There's another difference between the murderer and me. He isn't subject to penalties for tax-stamp violation. Even though marijuana is illegal, in many states you're required by law to buy tax stamps for its cultivation -- at a cost of $1,000 per plant - something that's virtually impossible to do without incriminating yourself. Yet even if you are somehow able to purchase the stamps without getting arrested but don't actually affix the stamps to the plants -- in the wind and rain -- you're still liable for a heavy fine. And they don't just count the living, growing plants. They count the dead ones and even the cutoff stems from plants that were thinned from the garden and thrown away earlier.

Even though the total weight of marijuana in my case was under five pounds, with all these other factors added in, the fine was $340,000.

When I asked my lawyer how the government expected me to pay such an astronomical fine, he said, "They don't. They want to wipe out your assets. Then when -- and if -- you get out of jail, they intend to garnish your wages for the remainder. Of course, by that time there'll be all that interest."

But the fine is just part of my penalty for tax-stamp violation. It also carries criminal (versus civil) penalties of up to five years in state prison. That's on top of the five to 40 years I'll already be serving in federal prison. All for the crime of putting a handful of marijuana seeds in the ground.

If this seems like a violation of the Eighth Amendment ("Let the punishment fit the crime"), it's not the only time the Constitution's been ignored when it comes to drug law. Confiscation of property without due process is a violation of the Fifth Amendment. Police can now obtain search warrants based on anonymous tips, which is a violation of the Fourth Amendment. And a defense attorney's legal fees can be seized in drug cases, a violation of the Sixth Amendment.

But if drug laws are chipping away at the Constitution, they're wreaking havoc on our prison system. Federal prisons are currently at 146 percent of capacity, and drug offenders serving mandatory minimum sentences make up 57 percent of the population (more than half had no prior arrests). At the current rate of incarceration, nearly 70 percent of all federal inmates will be drug offenders serving mandatory minimums by 1995.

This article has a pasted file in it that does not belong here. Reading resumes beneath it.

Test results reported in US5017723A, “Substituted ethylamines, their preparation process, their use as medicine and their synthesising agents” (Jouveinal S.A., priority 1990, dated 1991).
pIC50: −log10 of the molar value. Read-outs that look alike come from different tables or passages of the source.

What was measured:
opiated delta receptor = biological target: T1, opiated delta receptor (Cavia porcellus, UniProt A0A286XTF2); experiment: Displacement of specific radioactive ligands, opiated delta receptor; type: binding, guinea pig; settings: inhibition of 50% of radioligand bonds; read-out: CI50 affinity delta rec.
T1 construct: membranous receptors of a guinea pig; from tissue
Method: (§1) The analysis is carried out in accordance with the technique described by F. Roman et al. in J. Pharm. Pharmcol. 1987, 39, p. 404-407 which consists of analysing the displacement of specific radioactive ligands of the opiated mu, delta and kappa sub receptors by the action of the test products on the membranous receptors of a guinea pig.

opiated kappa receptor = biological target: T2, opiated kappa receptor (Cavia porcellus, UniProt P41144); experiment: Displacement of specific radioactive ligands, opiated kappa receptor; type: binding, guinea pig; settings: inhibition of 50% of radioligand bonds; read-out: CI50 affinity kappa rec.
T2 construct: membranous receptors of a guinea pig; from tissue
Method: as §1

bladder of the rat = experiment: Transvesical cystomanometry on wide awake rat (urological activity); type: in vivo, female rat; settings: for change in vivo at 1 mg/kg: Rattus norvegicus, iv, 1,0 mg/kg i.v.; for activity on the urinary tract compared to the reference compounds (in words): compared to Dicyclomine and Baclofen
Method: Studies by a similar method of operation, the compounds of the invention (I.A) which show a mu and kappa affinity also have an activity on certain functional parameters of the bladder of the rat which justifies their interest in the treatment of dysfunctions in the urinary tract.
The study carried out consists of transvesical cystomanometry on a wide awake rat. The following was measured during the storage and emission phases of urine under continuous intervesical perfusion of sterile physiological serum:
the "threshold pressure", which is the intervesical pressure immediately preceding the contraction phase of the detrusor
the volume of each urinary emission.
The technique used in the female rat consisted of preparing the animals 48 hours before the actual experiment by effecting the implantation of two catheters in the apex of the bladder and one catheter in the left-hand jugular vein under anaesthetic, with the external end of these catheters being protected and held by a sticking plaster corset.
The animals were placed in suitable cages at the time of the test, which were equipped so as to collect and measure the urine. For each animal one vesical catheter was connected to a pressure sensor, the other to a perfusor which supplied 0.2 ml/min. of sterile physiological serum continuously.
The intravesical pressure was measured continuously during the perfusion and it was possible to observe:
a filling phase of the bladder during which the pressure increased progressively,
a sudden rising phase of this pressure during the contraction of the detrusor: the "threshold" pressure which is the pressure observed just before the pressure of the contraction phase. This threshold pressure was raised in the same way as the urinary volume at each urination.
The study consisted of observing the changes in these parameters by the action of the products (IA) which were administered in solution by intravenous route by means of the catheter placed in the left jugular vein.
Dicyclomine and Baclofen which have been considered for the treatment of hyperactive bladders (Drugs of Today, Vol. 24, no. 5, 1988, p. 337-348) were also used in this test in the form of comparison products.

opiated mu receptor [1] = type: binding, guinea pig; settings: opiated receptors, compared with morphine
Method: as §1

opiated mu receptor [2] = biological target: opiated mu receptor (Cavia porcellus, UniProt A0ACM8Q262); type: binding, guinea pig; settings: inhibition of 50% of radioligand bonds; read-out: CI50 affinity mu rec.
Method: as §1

The United States now imprisons more of its citizens per capita than any other country in the world (455 per 100,000 people). That's compared to the No. 2 country, South Africa, with 311 per 100,000. As stated earlier, violent offenders often must be granted early release to make room for this influx. In a recent four-year period in Florida more than 130,000 inmates (including muggers, armed robbers, et cetera) were released, and one out of three went on to commit new crimes. The F.B.I. reports that the rate of violent crimes in America increased by 24 percent from 1987 to 1991, and many people feel that mandatory minimums have a lot to do with it.

But apart from the hypothetical increase in violent crime due to mandatory minimums, there's the undeniable increase in taxpayer costs. The National Institute of Corrections estimates that in 1992, the United States built facilities for 2,000 cells (at a cost of $100 million) per week to accommodate the exploding prison population -- and construction costs were only a part of the total. It's been estimated that in five years, the financial obligations incurred by U.S. corrections could be double the current national deficit. On top of that, it costs on average over $20,000 a year to house, feed, clothe, and guard each of the 81,426 federal prisoners.

And this is to say nothing of the increased cost of social services of inmates' families, which were previously being provided for by the inmates themselves. Over 30 million Americans regularly smoke marijuana, so it's not surprising that a lot of people in this country feel that it should be decriminalized. I'm sure that many people would disagree, but I doubt they'd dispute the fact that the penalties for marijuana use are not only unjust and illogical, but make an unconscionable waste of taxpayer dollars. With violent crime making us all live like prisoners, it's time to stop freeing murders to make room for marijuana users.